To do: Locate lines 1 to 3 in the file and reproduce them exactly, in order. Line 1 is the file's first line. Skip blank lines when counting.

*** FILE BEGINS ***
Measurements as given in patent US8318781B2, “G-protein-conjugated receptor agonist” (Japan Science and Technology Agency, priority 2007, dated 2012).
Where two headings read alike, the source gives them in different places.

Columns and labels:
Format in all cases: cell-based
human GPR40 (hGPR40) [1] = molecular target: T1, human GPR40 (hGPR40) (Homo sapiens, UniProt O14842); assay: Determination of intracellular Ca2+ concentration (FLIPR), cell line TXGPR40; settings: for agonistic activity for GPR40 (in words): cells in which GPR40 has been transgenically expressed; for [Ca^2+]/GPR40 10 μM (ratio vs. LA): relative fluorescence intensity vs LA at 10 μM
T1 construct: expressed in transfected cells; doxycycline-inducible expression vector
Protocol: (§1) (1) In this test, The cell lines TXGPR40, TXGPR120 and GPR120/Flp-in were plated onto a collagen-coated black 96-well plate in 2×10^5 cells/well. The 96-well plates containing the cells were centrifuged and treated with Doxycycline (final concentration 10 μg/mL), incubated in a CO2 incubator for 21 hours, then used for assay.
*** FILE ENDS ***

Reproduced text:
Measurements as given in patent US8318781B2, “G-protein-conjugated receptor agonist” (Japan Science and Technology Agency, priority 2007, dated 2012).
Where two headings read alike, the source gives them in different places.

Columns and labels: